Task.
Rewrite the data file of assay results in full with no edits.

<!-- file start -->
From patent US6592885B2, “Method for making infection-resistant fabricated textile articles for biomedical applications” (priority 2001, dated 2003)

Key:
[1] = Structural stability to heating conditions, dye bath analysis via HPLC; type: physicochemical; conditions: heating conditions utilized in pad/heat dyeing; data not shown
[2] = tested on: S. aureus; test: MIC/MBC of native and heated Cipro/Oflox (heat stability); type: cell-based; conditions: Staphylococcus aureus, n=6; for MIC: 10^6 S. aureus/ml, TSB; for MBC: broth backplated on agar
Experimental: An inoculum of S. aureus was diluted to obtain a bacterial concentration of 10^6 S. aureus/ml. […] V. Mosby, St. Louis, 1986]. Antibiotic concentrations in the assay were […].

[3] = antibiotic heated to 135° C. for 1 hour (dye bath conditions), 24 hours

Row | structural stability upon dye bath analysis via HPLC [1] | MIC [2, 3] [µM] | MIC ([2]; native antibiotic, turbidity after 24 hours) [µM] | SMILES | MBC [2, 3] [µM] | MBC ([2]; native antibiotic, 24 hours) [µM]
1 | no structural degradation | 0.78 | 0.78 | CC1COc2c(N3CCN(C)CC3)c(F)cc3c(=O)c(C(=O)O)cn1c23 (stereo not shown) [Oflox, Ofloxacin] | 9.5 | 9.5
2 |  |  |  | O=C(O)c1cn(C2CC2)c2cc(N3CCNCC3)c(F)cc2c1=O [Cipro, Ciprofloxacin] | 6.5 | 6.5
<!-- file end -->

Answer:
From patent US6592885B2, “Method for making infection-resistant fabricated textile articles for biomedical applications” (priority 2001, dated 2003)

Key:
[1] = Structural stability to heating conditions, dye bath analysis via HPLC; type: physicochemical; conditions: heating conditions utilized in pad/heat dyeing; data not shown
[2] = tested on: S. aureus; test: MIC/MBC of native and heated Cipro/Oflox (heat stability); type: cell-based; conditions: Staphylococcus aureus, n=6; for MIC: 10^6 S. aureus/ml, TSB; for MBC: broth backplated on agar
Experimental: An inoculum of S. aureus was diluted to obtain a bacterial concentration of 10^6 S. aureus/ml. […] V. Mosby, St. Louis, 1986]. Antibiotic concentrations in the assay were […].

[3] = antibiotic heated to 135° C. for 1 hour (dye bath conditions), 24 hours

Row | structural stability upon dye bath analysis via HPLC [1] | MIC [2, 3] [µM] | MIC ([2]; native antibiotic, turbidity after 24 hours) [µM] | SMILES | MBC [2, 3] [µM] | MBC ([2]; native antibiotic, 24 hours) [µM]
1 | no structural degradation | 0.78 | 0.78 | CC1COc2c(N3CCN(C)CC3)c(F)cc3c(=O)c(C(=O)O)cn1c23 (stereo not shown) [Oflox, Ofloxacin] | 9.5 | 9.5
2 |  |  |  | O=C(O)c1cn(C2CC2)c2cc(N3CCNCC3)c(F)cc2c1=O [Cipro, Ciprofloxacin] | 6.5 | 6.5